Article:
Holga D


Holga D

With the current ubiquity of so hi-fi-it-hurts in the age of the Blu-Ray and 3DTV, our human sensibilities seem to be crying out for human softness. Maybe even human error. From blaring Neon Indian vinyls to pixellated everything, lo-fi is here to stay. Nowhere is this more evident than in photography, however, from Nicky S. Lee’s insistence on disposable 35mm for her fine art work to the improbable rises of both Lomography and The Impossible Project. And do you know anyone with an iPhone who doesn’t snap Hiptsamatics?

In any case, this relationship goes far deeper than the (mis)use of analog cameras as a medium considered appropriate only for making distant, retro images. The warmth of a botched image, with its erratic light, untrue colours and tentative textures, is extraordinary and human. The plastic iconic Holga, as much a trendy icon in our generation as was macramé for the truly groovy in the 1970s, is of course the paragon. The junky, creaky little monster has been rigged up by enthusiasts for ages and loved for its unpredictable results. Enter now, the Holga D.

Yes, a digital Holga. Finland-based Indian designer Saikat Biswas has tapped brilliantly into the lo-fi zeitgeist, to create a “why didn’t I think of that?” minor masterpiece, that despite its inherent chintz is elegant and desirable. It uses a fixed plastic lens and low quality sensors to make up for its lack of real light-leaks (which wouldn’t play as nicely with a sensor as it does with analog film), and without an LCD actually requires its user to wait for its lush lo-fis to be “developed.” Of course, the wait is only as long as it takes to download the images to your computer, but it’s a welcome design element that controls our instant-gratification reflex and perhaps forces a more well-considered approach to taking images. And those unflattering photos you just took of your friends – they can’t flick through and delete them while they’re ‘just having a look.’ Ha!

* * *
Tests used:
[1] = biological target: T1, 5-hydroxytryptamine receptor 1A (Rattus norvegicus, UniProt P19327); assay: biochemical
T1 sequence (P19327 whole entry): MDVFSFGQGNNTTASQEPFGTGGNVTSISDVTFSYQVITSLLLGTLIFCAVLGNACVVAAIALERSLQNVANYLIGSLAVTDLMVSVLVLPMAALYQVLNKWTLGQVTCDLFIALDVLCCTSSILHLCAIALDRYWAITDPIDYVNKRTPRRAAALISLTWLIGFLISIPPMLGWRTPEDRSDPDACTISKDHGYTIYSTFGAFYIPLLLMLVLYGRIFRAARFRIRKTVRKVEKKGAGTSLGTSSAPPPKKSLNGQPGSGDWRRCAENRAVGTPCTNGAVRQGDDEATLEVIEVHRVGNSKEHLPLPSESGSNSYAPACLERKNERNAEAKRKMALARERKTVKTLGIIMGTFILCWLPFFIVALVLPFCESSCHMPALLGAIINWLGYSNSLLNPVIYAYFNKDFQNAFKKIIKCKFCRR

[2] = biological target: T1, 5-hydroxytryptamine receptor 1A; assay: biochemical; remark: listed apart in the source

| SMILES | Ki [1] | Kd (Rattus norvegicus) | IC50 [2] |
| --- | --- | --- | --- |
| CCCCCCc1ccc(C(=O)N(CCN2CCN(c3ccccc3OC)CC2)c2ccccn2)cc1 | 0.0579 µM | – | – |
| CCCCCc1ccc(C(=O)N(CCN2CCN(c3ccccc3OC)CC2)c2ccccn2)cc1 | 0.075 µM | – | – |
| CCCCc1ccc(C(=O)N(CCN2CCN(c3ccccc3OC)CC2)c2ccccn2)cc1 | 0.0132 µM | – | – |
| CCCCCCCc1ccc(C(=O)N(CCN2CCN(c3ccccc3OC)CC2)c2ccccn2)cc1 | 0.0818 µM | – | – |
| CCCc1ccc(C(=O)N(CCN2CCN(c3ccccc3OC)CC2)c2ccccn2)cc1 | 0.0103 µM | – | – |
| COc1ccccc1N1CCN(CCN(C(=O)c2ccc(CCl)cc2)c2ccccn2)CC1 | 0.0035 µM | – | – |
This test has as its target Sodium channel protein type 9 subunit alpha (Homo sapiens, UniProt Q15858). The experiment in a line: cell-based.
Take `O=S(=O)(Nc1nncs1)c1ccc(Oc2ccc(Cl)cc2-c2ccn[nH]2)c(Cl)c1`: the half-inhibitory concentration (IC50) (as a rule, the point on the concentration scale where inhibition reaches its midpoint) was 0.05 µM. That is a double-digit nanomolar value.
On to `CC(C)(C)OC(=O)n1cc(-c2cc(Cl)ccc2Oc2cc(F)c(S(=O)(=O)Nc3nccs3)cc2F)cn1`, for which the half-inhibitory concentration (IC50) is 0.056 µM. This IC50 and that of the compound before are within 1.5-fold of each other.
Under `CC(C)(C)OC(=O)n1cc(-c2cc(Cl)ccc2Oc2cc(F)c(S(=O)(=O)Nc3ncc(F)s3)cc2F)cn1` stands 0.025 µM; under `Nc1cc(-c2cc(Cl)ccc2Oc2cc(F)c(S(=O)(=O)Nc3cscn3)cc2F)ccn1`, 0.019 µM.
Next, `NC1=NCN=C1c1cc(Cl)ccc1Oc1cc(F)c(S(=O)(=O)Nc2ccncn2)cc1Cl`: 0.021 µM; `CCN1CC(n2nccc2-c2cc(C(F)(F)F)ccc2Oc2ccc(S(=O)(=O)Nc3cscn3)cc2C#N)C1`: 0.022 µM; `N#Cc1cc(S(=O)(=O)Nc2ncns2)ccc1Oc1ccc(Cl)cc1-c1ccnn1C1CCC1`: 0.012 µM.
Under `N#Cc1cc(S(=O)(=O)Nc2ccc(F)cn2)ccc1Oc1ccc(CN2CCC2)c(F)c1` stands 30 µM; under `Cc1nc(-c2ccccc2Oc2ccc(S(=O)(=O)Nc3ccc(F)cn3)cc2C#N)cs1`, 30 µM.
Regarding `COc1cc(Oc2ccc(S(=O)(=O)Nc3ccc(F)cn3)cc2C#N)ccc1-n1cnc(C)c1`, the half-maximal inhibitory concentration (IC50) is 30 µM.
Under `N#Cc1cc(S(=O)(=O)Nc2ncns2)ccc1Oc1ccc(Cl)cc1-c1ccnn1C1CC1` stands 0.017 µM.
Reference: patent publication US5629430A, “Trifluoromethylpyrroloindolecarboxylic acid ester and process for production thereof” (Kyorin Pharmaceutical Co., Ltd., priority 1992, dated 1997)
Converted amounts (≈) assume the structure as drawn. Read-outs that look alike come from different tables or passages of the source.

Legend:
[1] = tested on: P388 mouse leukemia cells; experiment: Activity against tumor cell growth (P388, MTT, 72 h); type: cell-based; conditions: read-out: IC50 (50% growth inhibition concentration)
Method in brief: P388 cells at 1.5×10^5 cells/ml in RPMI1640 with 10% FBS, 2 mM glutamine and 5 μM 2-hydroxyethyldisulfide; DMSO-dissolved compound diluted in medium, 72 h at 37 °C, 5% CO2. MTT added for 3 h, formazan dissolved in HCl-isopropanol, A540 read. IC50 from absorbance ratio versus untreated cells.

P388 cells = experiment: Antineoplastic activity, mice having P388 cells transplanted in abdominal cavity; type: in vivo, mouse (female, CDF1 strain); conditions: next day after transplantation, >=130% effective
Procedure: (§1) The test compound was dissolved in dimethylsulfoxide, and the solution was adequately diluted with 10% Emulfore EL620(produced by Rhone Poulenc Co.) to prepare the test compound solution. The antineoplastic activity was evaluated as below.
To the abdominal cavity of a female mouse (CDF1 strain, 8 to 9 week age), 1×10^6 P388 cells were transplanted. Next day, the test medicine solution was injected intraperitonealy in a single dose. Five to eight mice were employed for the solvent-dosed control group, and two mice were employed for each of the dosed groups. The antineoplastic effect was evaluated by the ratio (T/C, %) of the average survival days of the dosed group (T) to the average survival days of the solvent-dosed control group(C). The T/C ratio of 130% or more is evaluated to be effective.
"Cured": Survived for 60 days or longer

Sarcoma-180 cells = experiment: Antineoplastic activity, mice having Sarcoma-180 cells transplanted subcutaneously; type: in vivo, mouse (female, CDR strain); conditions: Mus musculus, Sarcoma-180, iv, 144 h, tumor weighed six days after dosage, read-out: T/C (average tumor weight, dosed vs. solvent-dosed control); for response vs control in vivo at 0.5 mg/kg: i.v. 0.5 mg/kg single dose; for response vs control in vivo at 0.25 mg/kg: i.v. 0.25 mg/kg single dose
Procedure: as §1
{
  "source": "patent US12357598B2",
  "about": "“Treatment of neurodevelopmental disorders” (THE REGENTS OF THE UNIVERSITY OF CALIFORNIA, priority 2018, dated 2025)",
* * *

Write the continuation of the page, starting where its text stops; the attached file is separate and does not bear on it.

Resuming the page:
Alas, like the DIY tinker toy BigShot that we’ve mentioned before, the electro Holga is as yet just a prototype awaiting development. But its synthesis of lo-fi and digital – probably the most seamless to date – is an interesting take not only on dreamy, fuzzy imaging, but could prove to be a nice friendly camera to re-teach patience and re-instil everyday photography with a bit of its lost magic.

Tag Christof – Images courtesy Saikat Biswas